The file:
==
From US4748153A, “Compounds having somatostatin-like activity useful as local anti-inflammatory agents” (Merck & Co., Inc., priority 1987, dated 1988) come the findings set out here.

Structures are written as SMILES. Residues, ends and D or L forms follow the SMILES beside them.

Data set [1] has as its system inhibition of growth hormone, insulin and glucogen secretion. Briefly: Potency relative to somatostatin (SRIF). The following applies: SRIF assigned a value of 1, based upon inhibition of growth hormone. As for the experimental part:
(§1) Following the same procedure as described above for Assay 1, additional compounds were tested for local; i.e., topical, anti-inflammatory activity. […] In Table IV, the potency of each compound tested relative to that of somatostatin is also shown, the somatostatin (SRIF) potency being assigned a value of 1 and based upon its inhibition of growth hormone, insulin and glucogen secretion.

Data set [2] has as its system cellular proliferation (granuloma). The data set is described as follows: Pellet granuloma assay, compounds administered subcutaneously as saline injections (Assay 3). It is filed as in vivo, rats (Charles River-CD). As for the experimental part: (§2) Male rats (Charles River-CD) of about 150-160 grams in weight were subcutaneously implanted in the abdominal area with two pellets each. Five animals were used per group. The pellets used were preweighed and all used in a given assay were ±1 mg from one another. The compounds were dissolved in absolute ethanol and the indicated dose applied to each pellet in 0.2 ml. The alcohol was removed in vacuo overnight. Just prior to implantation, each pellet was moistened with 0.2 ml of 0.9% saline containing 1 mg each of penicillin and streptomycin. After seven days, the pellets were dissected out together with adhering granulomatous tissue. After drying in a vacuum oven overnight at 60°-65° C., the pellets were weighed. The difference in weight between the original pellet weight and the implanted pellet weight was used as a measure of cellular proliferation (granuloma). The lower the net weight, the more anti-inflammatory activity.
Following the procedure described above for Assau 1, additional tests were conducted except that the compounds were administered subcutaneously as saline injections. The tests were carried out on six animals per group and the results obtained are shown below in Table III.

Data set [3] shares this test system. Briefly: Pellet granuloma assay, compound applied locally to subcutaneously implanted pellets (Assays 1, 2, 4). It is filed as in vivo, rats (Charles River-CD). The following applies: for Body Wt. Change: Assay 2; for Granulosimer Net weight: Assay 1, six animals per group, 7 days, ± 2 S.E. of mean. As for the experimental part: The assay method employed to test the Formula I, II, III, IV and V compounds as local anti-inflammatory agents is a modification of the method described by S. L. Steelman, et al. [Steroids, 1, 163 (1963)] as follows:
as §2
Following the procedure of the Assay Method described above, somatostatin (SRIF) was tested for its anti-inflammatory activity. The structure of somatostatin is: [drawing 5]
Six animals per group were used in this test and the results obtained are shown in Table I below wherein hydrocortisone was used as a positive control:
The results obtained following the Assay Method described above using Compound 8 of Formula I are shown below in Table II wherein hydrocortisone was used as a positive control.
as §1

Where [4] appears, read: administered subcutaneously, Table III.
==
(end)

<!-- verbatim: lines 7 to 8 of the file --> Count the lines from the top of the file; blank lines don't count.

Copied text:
Data set [3] shares this test system. Briefly: Pellet granuloma assay, compound applied locally to subcutaneously implanted pellets (Assays 1, 2, 4). It is filed as in vivo, rats (Charles River-CD). The following applies: for Body Wt. Change: Assay 2; for Granulosimer Net weight: Assay 1, six animals per group, 7 days, ± 2 S.E. of mean. As for the experimental part: The assay method employed to test the Formula I, II, III, IV and V compounds as local anti-inflammatory agents is a modification of the method described by S. L. Steelman, et al. [Steroids, 1, 163 (1963)] as follows:
as §2